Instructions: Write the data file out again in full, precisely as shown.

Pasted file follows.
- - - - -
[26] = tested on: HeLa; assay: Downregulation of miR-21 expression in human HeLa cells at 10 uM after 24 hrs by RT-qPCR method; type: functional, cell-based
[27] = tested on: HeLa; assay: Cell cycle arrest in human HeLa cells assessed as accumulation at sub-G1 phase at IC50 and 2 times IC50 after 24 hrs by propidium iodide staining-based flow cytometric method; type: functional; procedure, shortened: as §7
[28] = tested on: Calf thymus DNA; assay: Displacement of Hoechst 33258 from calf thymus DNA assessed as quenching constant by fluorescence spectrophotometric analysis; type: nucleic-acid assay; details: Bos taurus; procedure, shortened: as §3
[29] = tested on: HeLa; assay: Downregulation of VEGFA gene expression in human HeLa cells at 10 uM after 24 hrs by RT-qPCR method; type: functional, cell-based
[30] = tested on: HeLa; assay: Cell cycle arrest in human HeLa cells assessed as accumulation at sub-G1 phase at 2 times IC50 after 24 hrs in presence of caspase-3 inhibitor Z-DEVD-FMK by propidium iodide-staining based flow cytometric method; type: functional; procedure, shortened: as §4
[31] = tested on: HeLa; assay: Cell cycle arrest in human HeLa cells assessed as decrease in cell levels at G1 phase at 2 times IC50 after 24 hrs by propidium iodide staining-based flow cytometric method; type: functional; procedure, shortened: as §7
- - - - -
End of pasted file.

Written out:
[26] = tested on: HeLa; assay: Downregulation of miR-21 expression in human HeLa cells at 10 uM after 24 hrs by RT-qPCR method; type: functional, cell-based
[27] = tested on: HeLa; assay: Cell cycle arrest in human HeLa cells assessed as accumulation at sub-G1 phase at IC50 and 2 times IC50 after 24 hrs by propidium iodide staining-based flow cytometric method; type: functional; procedure, shortened: as §7
[28] = tested on: Calf thymus DNA; assay: Displacement of Hoechst 33258 from calf thymus DNA assessed as quenching constant by fluorescence spectrophotometric analysis; type: nucleic-acid assay; details: Bos taurus; procedure, shortened: as §3
[29] = tested on: HeLa; assay: Downregulation of VEGFA gene expression in human HeLa cells at 10 uM after 24 hrs by RT-qPCR method; type: functional, cell-based
[30] = tested on: HeLa; assay: Cell cycle arrest in human HeLa cells assessed as accumulation at sub-G1 phase at 2 times IC50 after 24 hrs in presence of caspase-3 inhibitor Z-DEVD-FMK by propidium iodide-staining based flow cytometric method; type: functional; procedure, shortened: as §4
[31] = tested on: HeLa; assay: Cell cycle arrest in human HeLa cells assessed as decrease in cell levels at G1 phase at 2 times IC50 after 24 hrs by propidium iodide staining-based flow cytometric method; type: functional; procedure, shortened: as §7